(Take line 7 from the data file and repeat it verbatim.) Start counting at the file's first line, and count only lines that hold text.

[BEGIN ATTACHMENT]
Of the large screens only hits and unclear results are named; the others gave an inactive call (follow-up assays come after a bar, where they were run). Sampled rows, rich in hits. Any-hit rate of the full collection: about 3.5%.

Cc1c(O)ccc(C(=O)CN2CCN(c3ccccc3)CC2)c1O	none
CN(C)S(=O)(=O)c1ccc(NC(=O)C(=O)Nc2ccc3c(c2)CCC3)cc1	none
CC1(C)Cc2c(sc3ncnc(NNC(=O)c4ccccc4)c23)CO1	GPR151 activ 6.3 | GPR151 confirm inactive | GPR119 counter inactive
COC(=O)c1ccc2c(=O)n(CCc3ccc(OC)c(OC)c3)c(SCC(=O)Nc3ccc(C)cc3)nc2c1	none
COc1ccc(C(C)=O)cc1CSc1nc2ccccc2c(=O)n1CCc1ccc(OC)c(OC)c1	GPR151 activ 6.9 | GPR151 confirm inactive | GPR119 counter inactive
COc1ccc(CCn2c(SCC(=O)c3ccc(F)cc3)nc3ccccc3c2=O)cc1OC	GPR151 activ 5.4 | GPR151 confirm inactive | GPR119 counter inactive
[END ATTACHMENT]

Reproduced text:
COc1ccc(CCn2c(SCC(=O)c3ccc(F)cc3)nc3ccccc3c2=O)cc1OC	GPR151 activ 5.4 | GPR151 confirm inactive | GPR119 counter inactive